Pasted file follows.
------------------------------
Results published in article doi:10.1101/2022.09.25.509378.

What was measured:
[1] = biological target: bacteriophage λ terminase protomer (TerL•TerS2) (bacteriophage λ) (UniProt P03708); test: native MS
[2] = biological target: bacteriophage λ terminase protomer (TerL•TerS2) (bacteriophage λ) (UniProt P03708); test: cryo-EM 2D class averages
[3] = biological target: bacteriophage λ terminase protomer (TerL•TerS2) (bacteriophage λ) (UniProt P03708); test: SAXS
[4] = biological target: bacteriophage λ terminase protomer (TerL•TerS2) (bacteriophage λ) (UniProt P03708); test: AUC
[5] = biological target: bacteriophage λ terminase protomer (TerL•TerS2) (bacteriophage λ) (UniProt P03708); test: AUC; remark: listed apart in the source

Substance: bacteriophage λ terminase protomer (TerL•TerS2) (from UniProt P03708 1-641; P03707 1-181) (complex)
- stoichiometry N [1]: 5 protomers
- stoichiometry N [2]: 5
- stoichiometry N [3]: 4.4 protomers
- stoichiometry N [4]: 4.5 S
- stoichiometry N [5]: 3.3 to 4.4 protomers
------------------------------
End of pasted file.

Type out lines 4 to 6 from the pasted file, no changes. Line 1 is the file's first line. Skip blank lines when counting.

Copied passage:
[2] = biological target: bacteriophage λ terminase protomer (TerL•TerS2) (bacteriophage λ) (UniProt P03708); test: cryo-EM 2D class averages
[3] = biological target: bacteriophage λ terminase protomer (TerL•TerS2) (bacteriophage λ) (UniProt P03708); test: SAXS
[4] = biological target: bacteriophage λ terminase protomer (TerL•TerS2) (bacteriophage λ) (UniProt P03708); test: AUC